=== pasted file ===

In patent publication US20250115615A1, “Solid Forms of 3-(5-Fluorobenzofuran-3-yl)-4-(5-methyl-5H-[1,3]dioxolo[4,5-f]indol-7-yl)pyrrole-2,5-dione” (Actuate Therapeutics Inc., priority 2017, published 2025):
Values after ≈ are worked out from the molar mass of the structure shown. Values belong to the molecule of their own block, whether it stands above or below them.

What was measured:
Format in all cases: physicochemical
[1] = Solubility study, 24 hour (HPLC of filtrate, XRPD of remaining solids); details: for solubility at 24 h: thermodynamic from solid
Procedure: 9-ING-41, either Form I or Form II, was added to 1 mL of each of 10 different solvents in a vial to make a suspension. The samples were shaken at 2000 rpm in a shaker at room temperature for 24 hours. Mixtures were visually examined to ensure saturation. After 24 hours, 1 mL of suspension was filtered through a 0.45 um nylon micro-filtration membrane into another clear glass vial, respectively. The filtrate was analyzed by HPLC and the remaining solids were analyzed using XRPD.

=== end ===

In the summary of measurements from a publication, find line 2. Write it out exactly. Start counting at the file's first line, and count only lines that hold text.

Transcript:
Values after ≈ are worked out from the molar mass of the structure shown. Values belong to the molecule of their own block, whether it stands above or below them.